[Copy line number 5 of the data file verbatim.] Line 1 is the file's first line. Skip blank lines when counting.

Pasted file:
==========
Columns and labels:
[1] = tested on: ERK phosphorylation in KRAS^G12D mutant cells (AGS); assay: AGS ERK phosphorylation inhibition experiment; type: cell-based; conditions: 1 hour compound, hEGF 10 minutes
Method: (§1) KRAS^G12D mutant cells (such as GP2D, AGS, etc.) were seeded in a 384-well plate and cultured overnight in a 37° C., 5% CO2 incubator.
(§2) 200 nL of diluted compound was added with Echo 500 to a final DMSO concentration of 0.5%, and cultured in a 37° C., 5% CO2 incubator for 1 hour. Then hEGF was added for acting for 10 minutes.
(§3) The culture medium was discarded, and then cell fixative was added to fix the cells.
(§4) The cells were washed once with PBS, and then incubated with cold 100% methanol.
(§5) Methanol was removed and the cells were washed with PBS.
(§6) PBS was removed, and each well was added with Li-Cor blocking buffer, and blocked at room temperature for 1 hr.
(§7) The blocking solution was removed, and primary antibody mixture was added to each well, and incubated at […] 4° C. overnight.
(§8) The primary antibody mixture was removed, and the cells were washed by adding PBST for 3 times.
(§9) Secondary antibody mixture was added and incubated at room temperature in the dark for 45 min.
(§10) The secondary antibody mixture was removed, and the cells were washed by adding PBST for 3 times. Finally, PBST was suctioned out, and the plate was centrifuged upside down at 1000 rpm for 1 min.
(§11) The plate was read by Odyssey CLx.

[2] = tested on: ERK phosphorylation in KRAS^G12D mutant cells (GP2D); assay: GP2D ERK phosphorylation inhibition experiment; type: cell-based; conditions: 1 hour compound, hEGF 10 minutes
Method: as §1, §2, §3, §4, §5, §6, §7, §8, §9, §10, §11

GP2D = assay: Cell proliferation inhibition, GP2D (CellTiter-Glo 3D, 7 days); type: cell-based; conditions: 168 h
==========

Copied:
(§3) The culture medium was discarded, and then cell fixative was added to fix the cells.